Digital Forensics is the first publication of this length to present computer forensics to the archives and library communities. Building on the pioneering work of Jeremy Leighton John at the British Library, the report examines the relevance of forensic techniques and methodologies to archivists, curators, and others engaged in the collection and preservation of born-digital cultural heritage materials. The report considers challenges related to legacy formats, the authenticity of files, and data recovery; explores the ethical implications of implementing forensic techniques as part of an archival workflow; and concludes with recommendations and next steps. Side bars by an international group of practitioners and scholars cover topics such as diplomatics and donor agreements, offer a sample forensic workflow, provide case studies from the Bodleian and Stanford libraries, and describe “Rosetta” machines of particular use in capturing born-digital materials. Detailed appendices provide contact, pricing, and specifications information for open source and commercial forensics hardware and software.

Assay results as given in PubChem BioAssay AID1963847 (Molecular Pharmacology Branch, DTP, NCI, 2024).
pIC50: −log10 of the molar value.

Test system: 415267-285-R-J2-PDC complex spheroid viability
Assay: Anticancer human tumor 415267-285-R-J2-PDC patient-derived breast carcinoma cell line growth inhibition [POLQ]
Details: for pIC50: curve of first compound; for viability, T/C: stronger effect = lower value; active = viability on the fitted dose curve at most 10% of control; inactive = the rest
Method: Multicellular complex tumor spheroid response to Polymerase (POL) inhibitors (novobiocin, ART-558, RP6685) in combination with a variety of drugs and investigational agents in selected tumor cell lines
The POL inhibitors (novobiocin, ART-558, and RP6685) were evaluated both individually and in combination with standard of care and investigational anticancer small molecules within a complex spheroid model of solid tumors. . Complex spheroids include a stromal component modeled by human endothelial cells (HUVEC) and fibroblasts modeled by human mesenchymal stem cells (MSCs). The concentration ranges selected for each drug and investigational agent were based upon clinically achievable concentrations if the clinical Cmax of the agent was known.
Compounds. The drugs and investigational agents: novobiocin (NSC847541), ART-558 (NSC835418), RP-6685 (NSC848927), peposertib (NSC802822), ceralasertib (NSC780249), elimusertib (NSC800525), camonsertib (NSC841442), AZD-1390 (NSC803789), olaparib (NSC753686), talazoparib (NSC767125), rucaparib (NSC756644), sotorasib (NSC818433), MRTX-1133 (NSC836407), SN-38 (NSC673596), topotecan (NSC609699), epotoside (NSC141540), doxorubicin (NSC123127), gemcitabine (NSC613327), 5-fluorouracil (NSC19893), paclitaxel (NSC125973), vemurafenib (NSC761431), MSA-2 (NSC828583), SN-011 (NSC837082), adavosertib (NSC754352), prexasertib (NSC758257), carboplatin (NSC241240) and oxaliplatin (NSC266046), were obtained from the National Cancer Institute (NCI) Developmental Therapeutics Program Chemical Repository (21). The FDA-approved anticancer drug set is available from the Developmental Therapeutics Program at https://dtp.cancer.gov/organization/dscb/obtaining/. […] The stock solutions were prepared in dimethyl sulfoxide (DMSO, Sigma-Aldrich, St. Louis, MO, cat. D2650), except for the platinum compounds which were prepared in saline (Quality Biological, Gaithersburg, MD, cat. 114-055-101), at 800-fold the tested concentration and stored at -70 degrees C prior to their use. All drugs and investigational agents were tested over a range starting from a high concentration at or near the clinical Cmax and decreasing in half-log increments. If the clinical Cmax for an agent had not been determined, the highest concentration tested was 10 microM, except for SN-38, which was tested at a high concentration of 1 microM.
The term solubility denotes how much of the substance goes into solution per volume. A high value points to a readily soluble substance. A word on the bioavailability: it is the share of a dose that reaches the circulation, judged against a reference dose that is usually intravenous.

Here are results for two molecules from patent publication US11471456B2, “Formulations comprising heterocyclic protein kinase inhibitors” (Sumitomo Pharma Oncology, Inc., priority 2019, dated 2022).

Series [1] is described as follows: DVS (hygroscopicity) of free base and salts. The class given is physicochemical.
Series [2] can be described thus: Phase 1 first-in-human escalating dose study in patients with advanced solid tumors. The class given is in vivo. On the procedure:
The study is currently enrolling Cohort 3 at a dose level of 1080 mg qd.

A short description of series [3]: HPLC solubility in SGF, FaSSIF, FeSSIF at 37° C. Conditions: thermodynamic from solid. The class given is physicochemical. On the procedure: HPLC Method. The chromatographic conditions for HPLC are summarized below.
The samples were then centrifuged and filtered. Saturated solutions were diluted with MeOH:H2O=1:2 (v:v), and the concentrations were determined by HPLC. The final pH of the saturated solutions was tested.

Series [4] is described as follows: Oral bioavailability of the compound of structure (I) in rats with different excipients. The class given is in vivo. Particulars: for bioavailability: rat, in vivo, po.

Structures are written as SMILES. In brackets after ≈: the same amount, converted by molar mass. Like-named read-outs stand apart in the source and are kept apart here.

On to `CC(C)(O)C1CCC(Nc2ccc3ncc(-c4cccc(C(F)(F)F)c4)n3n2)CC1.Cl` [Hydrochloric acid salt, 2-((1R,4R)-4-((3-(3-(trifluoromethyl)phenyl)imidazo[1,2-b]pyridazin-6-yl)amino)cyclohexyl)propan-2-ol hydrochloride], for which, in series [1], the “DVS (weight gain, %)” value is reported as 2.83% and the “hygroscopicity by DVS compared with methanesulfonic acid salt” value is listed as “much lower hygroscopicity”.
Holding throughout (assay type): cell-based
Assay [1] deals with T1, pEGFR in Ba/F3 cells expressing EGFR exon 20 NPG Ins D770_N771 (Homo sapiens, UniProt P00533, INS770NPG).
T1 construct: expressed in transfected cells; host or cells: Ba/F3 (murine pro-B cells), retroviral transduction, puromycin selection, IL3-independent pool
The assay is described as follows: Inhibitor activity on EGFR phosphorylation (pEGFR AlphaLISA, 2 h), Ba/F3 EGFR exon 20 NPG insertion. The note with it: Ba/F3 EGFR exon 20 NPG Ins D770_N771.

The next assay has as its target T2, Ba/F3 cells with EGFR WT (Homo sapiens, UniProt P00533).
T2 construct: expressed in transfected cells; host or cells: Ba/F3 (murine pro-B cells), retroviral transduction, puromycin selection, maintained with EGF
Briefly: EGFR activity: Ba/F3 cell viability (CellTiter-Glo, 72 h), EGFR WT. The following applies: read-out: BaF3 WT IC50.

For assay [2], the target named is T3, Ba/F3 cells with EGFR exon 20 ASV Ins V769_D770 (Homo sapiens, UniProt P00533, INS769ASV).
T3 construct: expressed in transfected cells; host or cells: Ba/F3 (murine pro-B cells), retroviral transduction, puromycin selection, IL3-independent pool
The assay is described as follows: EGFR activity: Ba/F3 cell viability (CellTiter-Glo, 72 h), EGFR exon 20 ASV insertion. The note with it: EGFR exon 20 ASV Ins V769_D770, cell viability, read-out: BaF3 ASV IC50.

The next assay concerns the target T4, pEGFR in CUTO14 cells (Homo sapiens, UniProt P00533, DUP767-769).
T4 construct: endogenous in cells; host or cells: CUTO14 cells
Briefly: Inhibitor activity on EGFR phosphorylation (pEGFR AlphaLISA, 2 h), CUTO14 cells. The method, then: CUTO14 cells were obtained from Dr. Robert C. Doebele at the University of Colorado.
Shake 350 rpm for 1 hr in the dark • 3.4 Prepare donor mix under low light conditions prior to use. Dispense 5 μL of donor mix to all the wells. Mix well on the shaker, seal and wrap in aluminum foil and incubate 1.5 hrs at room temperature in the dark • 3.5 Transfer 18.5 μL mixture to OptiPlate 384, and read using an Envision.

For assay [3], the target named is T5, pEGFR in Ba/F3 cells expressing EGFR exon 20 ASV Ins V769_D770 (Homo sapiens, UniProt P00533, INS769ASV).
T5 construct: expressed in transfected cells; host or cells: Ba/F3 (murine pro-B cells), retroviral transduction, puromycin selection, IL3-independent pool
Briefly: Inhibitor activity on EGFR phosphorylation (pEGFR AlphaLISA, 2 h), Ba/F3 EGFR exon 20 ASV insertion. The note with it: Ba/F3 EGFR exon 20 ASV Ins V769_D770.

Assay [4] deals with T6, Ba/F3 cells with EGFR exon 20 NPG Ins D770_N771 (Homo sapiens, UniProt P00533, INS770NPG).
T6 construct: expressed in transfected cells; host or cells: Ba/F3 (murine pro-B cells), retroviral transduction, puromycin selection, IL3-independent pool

The authors solicited feedback about an earlier draft of the report at a May 2010 symposium organized around the same topic, which brought together practitioners from archives and libraries, scholars from the humanities and computer science, and computer forensic experts from government and industry.
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In 2008, John Fowles’s widow shipped to the Ransom Center 90 boxes of the writer’s manuscripts, books, and personal effects to be added to the author’s extensive papers, the bulk of which were acquired in 1991. Among the items received was Fowles’s writing desk, complete with its contents. On March 31, 2011—Fowles’s 85th birthday—the desk will be placed on display in the Ransom Center’s Reading and Viewing Room, where it will remain for at least the next two years. It joins the desks of Edgar Allan Poe and Compton MacKenzie, which have been on display since the room opened to researchers in 2003. Fowles’s desk will be displayed with drawers open to reveal a selection of its fascinating contents.